GnRH Receptor Antagonist Elagolix Offers Hope for Patients With Endometriosis

MedicalResearch.com Interview with:

Hugh S. Taylor, MD Anita O'Keeffe Young Professor of Obstetrics, Gynecology, and Reproductive Sciences and Professor of Molecular, Cellular, and Developmental Biology; Chair of Obstetrics Gynecology, and Reproductive Sciences, Yale School of Medicine Chief of Obstetrics and Gynecology Yale-New Haven Hospital

Dr. Hugh S. Taylor

Hugh S. Taylor, MD
Anita O’Keeffe Young Professor of Obstetrics, Gynecology, and Reproductive Sciences and Professor of Molecular, Cellular, and Developmental Biology; Chair of Obstetrics
Gynecology, and Reproductive Sciences, Yale School of Medicine
Chief of Obstetrics and Gynecology
Yale-New Haven Hospital

MedicalResearch.com: What is the background for this study? What are the main findings?

Response: The abstract presented at ASRM featured results from two replicate pivotal Phase 3 clinical trials evaluating the efficacy and safety of Elagolix in premenopausal women who suffer from endometriosis. Elagolix is an investigational, orally administered, gonadotropin-releasing hormone (GnRH) receptor antagonist that blocks endogenous GnRH signaling by binding competitively to GnRH receptors in the pituitary gland. Administration results in rapid, reversible, dose-dependent inhibition of luteinizing hormone and follicle-stimulating hormone secretion, leading to reduced ovarian production of the sex hormones, estradiol and progesterone, while on therapy.

The data demonstrated dose-dependent superiority in reducing daily menstrual and non-menstrual pelvic pain associated with endometriosis compared to placebo. At month three and month six, patients treated with Elagolix reported statistically significant reductions in scores for menstrual pain (dysmenorrhea) and non-menstrual pelvic pain associated with endometriosis as measured by the Daily Assessment of Endometriosis Pain scale. The safety profile of Elagolix was consistent across both Phase 3 trials and also consistent with prior Elagolix studies.

MedicalResearch.com: What should readers take away from your report?

Response: Endometriosis affects an estimated one in 10 women and can have significant impact on patient function and quality of life. Symptoms can disrupt routine activities such as going to work or spending time with friends and family. The data presented at ASRM are encouraging for patients and demonstrate that Elagolix has the potential to be an important treatment option for women suffering from pain related to endometriosis.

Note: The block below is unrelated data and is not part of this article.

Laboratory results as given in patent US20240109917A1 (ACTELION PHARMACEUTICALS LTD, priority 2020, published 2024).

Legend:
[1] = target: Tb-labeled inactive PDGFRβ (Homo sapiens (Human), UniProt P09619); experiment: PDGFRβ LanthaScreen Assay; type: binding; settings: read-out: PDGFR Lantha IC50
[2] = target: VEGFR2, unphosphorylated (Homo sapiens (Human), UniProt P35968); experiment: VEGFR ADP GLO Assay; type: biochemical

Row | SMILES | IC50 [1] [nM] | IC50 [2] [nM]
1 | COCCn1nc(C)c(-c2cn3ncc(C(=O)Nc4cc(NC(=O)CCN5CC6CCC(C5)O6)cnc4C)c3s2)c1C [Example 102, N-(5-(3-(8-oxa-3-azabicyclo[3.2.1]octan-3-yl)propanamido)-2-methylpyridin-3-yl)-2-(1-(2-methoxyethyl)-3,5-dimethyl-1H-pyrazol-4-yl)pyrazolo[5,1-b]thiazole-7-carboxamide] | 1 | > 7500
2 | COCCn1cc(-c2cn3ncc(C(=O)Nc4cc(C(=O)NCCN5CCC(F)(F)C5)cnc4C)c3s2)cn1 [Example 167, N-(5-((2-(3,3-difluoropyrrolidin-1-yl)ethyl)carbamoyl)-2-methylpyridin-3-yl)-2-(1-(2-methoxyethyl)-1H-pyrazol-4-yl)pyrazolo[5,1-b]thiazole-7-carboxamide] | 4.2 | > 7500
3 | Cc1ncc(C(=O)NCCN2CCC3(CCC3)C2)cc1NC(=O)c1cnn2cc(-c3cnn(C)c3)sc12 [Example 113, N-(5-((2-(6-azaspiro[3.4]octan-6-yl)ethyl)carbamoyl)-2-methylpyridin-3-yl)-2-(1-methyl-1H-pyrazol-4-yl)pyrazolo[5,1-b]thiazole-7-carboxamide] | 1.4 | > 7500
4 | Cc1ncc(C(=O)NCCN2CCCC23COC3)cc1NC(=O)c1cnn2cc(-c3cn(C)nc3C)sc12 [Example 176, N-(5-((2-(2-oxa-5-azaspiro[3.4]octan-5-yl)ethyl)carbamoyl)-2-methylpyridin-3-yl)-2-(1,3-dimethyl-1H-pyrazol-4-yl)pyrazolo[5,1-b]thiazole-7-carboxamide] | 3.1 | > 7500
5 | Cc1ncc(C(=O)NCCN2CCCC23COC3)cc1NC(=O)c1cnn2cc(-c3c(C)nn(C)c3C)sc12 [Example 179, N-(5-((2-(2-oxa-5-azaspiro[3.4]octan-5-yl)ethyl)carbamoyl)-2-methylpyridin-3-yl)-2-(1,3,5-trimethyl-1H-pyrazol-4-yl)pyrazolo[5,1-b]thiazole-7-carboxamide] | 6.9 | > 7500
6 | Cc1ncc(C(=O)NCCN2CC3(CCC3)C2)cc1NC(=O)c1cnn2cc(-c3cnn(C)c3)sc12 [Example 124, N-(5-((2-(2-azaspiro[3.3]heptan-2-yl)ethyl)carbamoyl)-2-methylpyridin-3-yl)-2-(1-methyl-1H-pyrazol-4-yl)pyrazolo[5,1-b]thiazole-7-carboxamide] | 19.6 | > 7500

MedicalResearch.com: What recommendations do you have for future research as a result of this study?

Response: There is no cure for endometriosis and there have been few recent scientific advancements for patients suffering from endometriosis. Endometriosis-associated pain is currently managed with oral contraceptives, progestins, danazol, nonsteroidal anti-inflammatory drugs (NSAIDs), opioids and GnRH agonists, many of which are not specifically indicated for the treatment of endometriosis. In more extensive cases, surgical interventions (e.g., laparotomy or laparoscopy) are often pursued, and may not be curative for all individuals.

Currently, physicians have limited options for the long-term medical management of endometriosis and are in need of additional treatment options to help manage this chronic and painful disease.

MedicalResearch.com: Is there anything else you would like to add?

Response: Elagolix is currently being investigated in diseases that are mediated by sex hormones, such as uterine fibroids and endometriosis. Together, the two Phase 3 studies evaluated the safety and efficacy of Elagolix in nearly 1,700 women with moderate-to-severe endometriosis associated pain, representing the largest prospective randomized endometriosis trials conducted to date.

MedicalResearch.com: Thank you for your contribution to the MedicalResearch.com community.

*This work was supported by AbbVie (NYSE: ABBV), in cooperation with Neurocrine Biosciences, Inc.

Citation:

72nd American Society for Reproductive Medicine Scientific Congress abstract:
Elagolix, An Oral Gonadotropin-Releasing Hormone (GnRH) Antagonist, For The Management Of Endometriosis-Associated Pain: Safety And Efficacy Results From Two Double-Blind, Randomized, Placebo-Controlled Studies; Taylor H, et al.; Abstract #P440; Poster Session; Wednesday, October, 19, 2016; 7:00AM – 8:45AM MDT

Note: Content is Not intended as medical advice. Please consult your health care provider regarding your specific medical condition and questions.

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